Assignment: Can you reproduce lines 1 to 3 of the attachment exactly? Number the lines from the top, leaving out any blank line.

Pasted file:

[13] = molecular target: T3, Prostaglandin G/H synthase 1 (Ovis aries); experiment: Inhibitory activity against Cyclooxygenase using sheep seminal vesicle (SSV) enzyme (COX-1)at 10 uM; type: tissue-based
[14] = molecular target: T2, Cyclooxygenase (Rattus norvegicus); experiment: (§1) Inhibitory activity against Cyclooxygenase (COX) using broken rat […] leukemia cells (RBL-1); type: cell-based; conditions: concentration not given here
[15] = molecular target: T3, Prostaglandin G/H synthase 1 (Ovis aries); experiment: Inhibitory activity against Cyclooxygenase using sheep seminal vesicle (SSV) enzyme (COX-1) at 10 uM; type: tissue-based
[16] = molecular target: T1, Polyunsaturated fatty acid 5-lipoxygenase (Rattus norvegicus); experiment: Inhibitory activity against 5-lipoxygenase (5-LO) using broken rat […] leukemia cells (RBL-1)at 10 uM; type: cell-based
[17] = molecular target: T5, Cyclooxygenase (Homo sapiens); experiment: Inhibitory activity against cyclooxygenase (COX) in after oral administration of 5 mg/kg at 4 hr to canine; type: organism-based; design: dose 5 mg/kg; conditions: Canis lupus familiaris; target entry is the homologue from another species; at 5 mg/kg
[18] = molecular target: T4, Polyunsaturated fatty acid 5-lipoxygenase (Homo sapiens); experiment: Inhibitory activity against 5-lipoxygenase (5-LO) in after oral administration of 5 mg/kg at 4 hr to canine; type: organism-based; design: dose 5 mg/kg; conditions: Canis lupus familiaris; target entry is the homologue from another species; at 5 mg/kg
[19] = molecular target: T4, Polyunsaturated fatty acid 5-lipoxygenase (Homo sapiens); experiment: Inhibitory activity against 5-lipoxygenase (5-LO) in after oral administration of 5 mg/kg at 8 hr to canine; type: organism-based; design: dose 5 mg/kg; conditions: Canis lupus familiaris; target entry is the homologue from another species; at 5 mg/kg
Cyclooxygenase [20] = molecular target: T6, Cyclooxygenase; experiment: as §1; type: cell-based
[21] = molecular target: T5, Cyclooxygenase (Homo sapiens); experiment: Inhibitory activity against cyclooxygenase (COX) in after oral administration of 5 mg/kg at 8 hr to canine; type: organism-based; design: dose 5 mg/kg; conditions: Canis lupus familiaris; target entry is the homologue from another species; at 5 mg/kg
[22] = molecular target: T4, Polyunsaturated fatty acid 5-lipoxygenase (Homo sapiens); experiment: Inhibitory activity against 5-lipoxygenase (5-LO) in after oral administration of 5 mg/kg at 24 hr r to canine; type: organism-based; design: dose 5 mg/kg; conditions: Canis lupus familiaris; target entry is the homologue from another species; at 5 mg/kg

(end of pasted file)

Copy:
[13] = molecular target: T3, Prostaglandin G/H synthase 1 (Ovis aries); experiment: Inhibitory activity against Cyclooxygenase using sheep seminal vesicle (SSV) enzyme (COX-1)at 10 uM; type: tissue-based
[14] = molecular target: T2, Cyclooxygenase (Rattus norvegicus); experiment: (§1) Inhibitory activity against Cyclooxygenase (COX) using broken rat […] leukemia cells (RBL-1); type: cell-based; conditions: concentration not given here
[15] = molecular target: T3, Prostaglandin G/H synthase 1 (Ovis aries); experiment: Inhibitory activity against Cyclooxygenase using sheep seminal vesicle (SSV) enzyme (COX-1) at 10 uM; type: tissue-based